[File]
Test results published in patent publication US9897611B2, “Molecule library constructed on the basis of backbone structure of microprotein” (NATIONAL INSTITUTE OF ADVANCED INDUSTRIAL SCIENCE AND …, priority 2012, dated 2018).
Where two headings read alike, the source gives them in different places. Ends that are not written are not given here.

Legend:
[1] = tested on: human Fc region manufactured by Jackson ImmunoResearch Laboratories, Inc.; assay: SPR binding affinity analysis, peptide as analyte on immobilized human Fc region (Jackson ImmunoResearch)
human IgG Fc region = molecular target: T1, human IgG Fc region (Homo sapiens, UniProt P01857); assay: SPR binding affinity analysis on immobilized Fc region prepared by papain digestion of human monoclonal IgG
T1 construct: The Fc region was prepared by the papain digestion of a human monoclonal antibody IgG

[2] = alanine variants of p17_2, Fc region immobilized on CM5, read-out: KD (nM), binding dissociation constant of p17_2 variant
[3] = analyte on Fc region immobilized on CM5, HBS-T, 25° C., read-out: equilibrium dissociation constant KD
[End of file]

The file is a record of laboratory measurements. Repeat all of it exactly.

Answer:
Test results published in patent publication US9897611B2, “Molecule library constructed on the basis of backbone structure of microprotein” (NATIONAL INSTITUTE OF ADVANCED INDUSTRIAL SCIENCE AND …, priority 2012, dated 2018).
Where two headings read alike, the source gives them in different places. Ends that are not written are not given here.

Legend:
[1] = tested on: human Fc region manufactured by Jackson ImmunoResearch Laboratories, Inc.; assay: SPR binding affinity analysis, peptide as analyte on immobilized human Fc region (Jackson ImmunoResearch)
human IgG Fc region = molecular target: T1, human IgG Fc region (Homo sapiens, UniProt P01857); assay: SPR binding affinity analysis on immobilized Fc region prepared by papain digestion of human monoclonal IgG
T1 construct: The Fc region was prepared by the papain digestion of a human monoclonal antibody IgG

[2] = alanine variants of p17_2, Fc region immobilized on CM5, read-out: KD (nM), binding dissociation constant of p17_2 variant
[3] = analyte on Fc region immobilized on CM5, HBS-T, 25° C., read-out: equilibrium dissociation constant KD